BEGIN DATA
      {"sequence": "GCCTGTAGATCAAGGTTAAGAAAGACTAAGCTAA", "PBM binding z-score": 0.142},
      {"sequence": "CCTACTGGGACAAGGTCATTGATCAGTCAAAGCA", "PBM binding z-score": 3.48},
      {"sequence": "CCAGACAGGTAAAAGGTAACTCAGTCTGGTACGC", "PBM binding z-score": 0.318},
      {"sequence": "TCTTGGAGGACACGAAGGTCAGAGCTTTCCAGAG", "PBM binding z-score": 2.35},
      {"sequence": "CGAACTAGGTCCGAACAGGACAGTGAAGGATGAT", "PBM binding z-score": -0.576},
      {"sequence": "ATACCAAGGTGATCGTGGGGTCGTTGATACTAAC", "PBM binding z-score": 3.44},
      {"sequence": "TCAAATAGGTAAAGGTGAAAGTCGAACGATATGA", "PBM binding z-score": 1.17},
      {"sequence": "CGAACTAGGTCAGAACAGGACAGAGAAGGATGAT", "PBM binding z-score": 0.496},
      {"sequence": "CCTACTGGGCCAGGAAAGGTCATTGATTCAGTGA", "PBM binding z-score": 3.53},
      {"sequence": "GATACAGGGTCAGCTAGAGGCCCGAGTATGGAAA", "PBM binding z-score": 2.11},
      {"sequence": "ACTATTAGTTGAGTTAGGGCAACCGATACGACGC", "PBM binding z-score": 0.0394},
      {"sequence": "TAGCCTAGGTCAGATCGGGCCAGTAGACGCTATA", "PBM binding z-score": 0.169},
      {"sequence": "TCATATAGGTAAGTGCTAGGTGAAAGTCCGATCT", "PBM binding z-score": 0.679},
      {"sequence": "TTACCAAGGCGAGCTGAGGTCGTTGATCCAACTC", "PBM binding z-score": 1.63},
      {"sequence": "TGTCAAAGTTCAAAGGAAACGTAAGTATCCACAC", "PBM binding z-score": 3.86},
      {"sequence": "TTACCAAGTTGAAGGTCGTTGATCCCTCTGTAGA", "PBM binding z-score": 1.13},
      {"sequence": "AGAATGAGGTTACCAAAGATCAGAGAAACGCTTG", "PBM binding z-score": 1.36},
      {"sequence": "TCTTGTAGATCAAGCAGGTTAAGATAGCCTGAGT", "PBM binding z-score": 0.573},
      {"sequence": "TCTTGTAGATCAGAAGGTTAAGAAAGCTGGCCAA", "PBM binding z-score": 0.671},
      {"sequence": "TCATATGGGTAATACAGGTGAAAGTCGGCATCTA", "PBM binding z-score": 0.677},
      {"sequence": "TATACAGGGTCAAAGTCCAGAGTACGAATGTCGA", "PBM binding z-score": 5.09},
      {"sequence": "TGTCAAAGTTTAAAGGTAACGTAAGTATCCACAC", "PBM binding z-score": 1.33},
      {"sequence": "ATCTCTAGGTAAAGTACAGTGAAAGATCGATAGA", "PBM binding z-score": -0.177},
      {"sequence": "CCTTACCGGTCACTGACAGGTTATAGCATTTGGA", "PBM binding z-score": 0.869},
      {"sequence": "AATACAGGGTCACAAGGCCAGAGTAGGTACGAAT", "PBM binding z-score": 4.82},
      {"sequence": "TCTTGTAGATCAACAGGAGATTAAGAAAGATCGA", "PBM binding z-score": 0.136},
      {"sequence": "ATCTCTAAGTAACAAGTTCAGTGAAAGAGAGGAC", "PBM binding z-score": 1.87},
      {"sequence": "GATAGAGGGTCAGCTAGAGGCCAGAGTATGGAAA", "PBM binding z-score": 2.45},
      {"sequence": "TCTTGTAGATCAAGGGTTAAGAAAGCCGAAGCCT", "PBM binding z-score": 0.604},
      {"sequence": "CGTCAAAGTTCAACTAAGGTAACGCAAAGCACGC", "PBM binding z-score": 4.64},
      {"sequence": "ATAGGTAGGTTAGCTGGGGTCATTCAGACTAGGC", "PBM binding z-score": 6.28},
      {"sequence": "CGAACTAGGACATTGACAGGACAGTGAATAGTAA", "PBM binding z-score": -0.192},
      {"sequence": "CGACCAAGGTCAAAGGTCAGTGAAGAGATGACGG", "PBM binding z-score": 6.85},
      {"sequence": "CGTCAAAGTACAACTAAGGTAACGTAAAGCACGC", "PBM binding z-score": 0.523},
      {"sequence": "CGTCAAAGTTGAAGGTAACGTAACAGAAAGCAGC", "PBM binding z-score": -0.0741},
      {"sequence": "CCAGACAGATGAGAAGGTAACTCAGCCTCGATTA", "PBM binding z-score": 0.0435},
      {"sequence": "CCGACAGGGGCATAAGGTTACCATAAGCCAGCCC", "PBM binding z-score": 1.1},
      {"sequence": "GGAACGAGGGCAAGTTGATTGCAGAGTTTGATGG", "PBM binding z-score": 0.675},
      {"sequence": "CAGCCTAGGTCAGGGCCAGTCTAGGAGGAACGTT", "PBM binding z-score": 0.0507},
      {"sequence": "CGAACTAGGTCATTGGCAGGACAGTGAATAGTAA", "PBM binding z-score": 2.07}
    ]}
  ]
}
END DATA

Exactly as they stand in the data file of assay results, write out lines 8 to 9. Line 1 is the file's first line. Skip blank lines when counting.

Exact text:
      {"sequence": "CGAACTAGGTCAGAACAGGACAGAGAAGGATGAT", "PBM binding z-score": 0.496},
      {"sequence": "CCTACTGGGCCAGGAAAGGTCATTGATTCAGTGA", "PBM binding z-score": 3.53},